The Fountainhead, part 1, chapter 14
Over the past few months, Roark has gotten just one other commission, a department store owner named John Fargo. One of Fargo’s competitors has declared that “the center of the city’s retail business was shifting north” and moved uptown, leaving their old, vacant store behind. Fargo responds by doubling down, building a newer and flashier store on the same spot, promising to revitalize the neighborhood. Having seen and being impressed by Roark’s other buildings, he hires Roark to design it. But the naysayers are proven right:
The Fargo Store had opened. But one building could not save a neighborhood; Fargo’s competitors had been right, the tide had turned, was flowing uptown, his customers were deserting him. Remarks were made openly on the decline of John Fargo, who had topped his poor business judgment by an investment in a preposterous kind of a building; which proved, it was stated, that the public would not accept these architectural innovations. It was not stated that the store was the cleanest and brightest in the city; that the skill of its plan made its operation easier than had ever been possible; that the neighborhood had been doomed before its erection. The building took the blame.
This is the only time I can remember that a Randian hero’s plot armor fails him. Although this is the kind of unforeseeable failure that real business owners encounter all the time, it never happens in her novels. None of the heroes in Atlas Shrugged ever makes a daring gamble and loses. They act as if the future is completely knowable, and the author scripts events to prove them right.
There’s no in-story explanation of why the Objectivist precognition should fail on just this one occasion. The real reason is that Part 1 of this novel is written to torture Roark, as proof that the world hates Great Men. It’s meant to make the readers decry the injustices he’s been subjected to, so that his eventual triumph will be all the more uplifting. But it’s less effective when you consider that so many of Roark’s difficulties are self-imposed: whether by refusing to market himself, ignoring the wishes of clients, or just antagonizing and alienating people for no good reason.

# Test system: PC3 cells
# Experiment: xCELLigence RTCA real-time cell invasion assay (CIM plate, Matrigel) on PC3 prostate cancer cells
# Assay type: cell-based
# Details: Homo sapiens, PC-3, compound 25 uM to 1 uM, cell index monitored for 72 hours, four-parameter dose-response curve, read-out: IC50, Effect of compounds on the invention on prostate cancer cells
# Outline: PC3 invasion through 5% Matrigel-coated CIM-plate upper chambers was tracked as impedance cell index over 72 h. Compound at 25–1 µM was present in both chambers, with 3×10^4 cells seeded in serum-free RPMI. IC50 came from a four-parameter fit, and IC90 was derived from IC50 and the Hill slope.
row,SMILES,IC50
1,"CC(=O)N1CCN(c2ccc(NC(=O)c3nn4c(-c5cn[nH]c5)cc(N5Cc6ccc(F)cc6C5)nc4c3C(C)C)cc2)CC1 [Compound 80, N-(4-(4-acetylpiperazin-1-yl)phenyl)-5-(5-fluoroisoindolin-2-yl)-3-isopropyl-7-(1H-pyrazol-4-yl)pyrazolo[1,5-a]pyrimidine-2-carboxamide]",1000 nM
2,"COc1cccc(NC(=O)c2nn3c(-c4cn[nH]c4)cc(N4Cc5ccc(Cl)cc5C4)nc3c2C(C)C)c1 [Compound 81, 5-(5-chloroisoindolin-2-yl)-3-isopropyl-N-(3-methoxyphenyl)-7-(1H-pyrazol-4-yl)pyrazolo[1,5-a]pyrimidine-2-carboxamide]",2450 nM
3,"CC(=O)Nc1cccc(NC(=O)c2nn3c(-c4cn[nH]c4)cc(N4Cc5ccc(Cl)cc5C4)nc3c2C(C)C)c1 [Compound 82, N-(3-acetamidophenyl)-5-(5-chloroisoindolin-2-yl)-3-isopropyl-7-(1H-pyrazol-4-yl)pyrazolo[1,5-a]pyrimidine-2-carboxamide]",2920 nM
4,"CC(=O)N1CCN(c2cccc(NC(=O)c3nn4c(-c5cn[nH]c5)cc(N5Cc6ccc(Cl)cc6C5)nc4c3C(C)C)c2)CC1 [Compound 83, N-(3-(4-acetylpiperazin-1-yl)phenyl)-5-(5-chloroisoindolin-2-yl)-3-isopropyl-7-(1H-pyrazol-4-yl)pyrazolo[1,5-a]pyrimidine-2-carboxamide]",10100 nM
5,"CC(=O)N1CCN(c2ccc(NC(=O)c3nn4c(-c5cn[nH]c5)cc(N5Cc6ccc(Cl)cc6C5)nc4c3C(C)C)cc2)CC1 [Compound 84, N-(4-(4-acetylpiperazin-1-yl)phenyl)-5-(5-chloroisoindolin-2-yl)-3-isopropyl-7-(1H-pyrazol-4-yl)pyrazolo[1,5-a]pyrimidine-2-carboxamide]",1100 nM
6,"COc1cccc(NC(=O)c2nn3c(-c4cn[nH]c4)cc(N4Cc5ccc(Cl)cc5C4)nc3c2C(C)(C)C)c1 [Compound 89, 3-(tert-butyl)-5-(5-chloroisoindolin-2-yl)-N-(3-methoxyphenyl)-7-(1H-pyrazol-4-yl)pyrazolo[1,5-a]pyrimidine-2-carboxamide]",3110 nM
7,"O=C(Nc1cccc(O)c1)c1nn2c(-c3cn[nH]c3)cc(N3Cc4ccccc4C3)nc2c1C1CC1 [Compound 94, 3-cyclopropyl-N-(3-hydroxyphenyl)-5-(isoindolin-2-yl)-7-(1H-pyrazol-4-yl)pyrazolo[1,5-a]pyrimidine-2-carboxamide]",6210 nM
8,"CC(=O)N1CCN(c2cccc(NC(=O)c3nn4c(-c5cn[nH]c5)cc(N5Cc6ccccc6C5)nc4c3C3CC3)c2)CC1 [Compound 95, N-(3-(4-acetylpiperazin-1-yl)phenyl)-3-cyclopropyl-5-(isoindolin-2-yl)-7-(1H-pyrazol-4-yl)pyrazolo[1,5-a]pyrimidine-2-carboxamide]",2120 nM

The weeks tick by, and no other clients show up:
Through the months of that winter Roark found no other chances, no offers, no prospects of commissions. He sat at his desk and forgot, at times, to turn on the lights in the early dusk. It was as if the heavy immobility of all the hours that had flowed through the office, of its door, of its air were beginning to seep into his muscles…
As spring approached he knew that his money would not last much longer. He paid the rent on his office promptly on the first of each month. He wanted the feeling of thirty days ahead, during which he would still own the office. He entered it calmly each morning. He found only that he did not want to look at the calendar when it began to grow dark and he knew that another day of the thirty had gone.
Again, let me point out that even in this bleak time, Roark makes zero attempts to find or attract new clients. Even standing in the street wearing a sandwich board would be better than sitting motionless in a dark office.
It was a race he was running now, a race between his rent money and… he did not know the name of the other contestant. Perhaps it was every man whom he passed on the street.
I mean, I’d say “the landlord”. Or is this a trick question?
Although Roark never raises the issue, it’s worth asking whether his problems stem from the fact that he’s just plain paying too much in rent. New York City has some of the highest real-estate prices in the world, and on top of that, Roark seems to have rented himself one of the best offices in the city. It’s basically a penthouse, with skyline and river views. Even Henry Cameron moved to a cheaper place as his fortunes went down in the world, but Roark never considers doing the same. If he had, maybe that precious rent money would’ve lasted longer.
It wouldn’t fit the kind of story Ayn Rand wants to tell for her to emphasize her hero’s difficulty with rent, but this is a problem that plenty of people face in the real world and that architects and builders could help with.